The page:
Capitol Hill is booming, and not just with those low-rent aPodments that are causing so much controversy, as The Seattle Times reports.
Stroll through the neighborhood, down Broadway or around Pike/Pine. It’s teeming with new, market-rate apartment buildings. Stainless appliances and quartz counter tops abound. If you’re looking to rent a $1,400 studio apartment, you won’t have any trouble finding one here. That is, in fact, the average going rate for a Capitol Hill studio now, according to real-estate firm Zillow.
The neighborhood has gone upscale, a word that you would not have used to describe this part of the Hill until recently.
Funky, hip, gay, artsy, young? Sure. Upscale? No.
Think back just a decade ago. The Hill had no shortage of slightly run-down, older apartments where kids who were working in retail, waiting tables, or going to school could afford to live.
But that’s changing, and the young folks are leaving.
Data from demographics firm Experian show that Capitol Hill is trending older. Even if 20-somethings still flock to the Hill to hang out, far fewer of them actually live there now.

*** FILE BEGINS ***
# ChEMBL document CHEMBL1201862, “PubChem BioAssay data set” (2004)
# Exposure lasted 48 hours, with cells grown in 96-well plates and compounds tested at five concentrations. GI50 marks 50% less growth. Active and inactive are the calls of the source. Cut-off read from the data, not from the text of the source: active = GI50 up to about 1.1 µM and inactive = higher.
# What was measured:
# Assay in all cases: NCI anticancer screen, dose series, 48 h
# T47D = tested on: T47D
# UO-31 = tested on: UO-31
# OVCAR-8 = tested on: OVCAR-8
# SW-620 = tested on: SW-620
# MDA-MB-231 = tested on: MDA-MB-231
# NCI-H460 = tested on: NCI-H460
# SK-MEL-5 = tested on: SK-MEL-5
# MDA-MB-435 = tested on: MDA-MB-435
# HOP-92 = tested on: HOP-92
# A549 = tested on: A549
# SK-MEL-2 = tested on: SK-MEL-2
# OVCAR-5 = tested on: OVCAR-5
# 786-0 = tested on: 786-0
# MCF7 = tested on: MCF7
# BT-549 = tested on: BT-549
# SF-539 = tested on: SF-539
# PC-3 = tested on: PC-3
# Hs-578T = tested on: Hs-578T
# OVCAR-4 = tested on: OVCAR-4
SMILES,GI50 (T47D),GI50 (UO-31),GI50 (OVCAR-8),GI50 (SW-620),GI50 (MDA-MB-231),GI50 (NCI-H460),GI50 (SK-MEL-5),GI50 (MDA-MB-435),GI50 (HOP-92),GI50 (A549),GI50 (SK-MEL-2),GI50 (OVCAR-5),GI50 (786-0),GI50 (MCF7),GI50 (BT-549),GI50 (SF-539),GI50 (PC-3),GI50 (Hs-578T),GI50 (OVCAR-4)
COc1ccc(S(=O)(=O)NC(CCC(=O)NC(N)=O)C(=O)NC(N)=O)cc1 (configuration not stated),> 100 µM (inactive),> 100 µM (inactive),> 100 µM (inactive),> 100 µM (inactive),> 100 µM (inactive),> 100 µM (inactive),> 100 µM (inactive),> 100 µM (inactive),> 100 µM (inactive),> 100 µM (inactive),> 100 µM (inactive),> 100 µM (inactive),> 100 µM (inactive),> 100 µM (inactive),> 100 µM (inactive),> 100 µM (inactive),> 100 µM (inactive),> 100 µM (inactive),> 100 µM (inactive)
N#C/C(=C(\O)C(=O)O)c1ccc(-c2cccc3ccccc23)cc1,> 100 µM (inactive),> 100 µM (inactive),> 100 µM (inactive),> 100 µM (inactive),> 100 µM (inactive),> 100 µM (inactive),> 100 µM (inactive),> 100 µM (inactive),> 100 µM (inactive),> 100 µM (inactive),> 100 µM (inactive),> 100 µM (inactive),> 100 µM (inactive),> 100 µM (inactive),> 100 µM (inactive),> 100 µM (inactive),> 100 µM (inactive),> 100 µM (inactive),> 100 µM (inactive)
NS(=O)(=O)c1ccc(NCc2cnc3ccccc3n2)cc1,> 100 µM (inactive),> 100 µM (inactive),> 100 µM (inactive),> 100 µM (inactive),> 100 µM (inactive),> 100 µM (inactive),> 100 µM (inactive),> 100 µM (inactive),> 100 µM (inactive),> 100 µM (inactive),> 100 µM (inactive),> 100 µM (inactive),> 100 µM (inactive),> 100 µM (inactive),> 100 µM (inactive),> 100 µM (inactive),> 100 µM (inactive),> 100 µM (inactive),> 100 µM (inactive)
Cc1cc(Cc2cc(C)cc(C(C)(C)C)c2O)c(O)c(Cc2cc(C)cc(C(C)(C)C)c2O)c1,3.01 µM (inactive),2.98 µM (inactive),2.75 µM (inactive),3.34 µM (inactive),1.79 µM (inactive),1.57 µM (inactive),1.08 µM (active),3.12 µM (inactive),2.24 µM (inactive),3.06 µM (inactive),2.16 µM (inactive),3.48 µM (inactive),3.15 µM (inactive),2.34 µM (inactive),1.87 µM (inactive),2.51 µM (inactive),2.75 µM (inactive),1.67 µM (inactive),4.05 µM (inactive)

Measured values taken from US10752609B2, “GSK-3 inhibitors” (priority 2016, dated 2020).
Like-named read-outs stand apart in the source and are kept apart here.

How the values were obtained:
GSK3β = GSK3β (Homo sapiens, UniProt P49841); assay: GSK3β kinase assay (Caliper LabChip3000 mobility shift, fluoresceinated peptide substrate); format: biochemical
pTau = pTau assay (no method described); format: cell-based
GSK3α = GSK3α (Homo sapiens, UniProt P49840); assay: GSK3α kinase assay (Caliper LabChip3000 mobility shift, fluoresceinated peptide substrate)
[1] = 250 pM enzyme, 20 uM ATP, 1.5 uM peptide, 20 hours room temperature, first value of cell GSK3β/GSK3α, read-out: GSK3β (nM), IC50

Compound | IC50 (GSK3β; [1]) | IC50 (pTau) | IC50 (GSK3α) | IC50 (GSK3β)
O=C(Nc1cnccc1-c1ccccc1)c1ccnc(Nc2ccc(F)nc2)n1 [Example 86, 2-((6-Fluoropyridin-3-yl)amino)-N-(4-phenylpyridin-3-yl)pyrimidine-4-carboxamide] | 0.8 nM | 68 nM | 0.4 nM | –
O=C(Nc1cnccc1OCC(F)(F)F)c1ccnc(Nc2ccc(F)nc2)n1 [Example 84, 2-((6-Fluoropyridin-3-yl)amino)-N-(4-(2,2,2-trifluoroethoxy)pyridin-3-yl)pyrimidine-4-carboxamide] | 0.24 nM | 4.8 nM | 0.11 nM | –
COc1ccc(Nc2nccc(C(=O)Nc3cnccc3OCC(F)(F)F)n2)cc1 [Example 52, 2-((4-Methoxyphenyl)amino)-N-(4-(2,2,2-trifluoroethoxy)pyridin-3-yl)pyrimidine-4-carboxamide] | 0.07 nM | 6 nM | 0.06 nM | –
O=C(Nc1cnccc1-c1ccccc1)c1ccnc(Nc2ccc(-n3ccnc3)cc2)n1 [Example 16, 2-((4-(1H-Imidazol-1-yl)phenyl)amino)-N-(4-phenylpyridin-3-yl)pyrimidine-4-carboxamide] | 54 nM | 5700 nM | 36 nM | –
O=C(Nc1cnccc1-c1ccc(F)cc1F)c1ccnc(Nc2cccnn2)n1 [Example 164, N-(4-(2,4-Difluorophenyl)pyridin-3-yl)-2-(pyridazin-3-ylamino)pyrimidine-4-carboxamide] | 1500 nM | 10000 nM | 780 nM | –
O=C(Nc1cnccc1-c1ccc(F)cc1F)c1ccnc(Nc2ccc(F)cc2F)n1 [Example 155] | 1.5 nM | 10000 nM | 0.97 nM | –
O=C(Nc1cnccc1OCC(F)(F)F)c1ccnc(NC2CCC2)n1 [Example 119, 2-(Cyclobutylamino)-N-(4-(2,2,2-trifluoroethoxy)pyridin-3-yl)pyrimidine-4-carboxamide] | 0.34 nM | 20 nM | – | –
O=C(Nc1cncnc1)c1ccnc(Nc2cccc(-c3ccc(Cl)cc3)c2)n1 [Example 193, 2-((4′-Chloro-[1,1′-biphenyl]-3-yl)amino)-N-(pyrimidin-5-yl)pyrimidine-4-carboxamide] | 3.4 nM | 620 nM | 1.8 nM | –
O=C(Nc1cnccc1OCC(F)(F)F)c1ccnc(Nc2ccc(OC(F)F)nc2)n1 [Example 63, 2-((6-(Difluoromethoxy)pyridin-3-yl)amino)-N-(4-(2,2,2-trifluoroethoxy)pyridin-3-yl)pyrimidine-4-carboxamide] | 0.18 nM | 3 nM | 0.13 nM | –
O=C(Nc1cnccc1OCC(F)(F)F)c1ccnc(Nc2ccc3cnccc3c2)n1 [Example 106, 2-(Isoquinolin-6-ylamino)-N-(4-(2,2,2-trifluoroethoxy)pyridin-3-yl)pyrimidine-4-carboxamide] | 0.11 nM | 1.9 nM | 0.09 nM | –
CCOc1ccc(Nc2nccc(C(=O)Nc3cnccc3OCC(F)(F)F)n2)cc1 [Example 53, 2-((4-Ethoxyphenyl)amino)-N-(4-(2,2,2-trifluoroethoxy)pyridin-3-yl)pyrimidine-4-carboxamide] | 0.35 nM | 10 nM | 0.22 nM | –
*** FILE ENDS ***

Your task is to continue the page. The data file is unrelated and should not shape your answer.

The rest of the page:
The chart above illustrates how young people — those aged 18-24 — are projected to decline in number faster than any other age group on south Capitol Hill. Meanwhile, the two fastest growing groups in the neighborhood are a very different demographic — children under five and adults 35-44.
And as you would expect, the neighborhood is getting wealthier, too. The accompanying chart illustrates how the percentage of higher-income households is increasing while the percentage of lower-income households is decreasing. By 2017, the two will cross.
Against this landscape of rapid gentrification on Capitol Hill, micro-apartments are helping keep people in the neighborhood who would otherwise be pushed out. Certainly some of the concerns of property owners who oppose these developments are valid and need to be addressed. But ultimately Seattle has to decide, as a city, if it wants to maintain diversity — in both age and income — in its urban core.
On Capitol Hill, that diversity is vanishing. Micro-housing is one of the only things helping to stem the tide.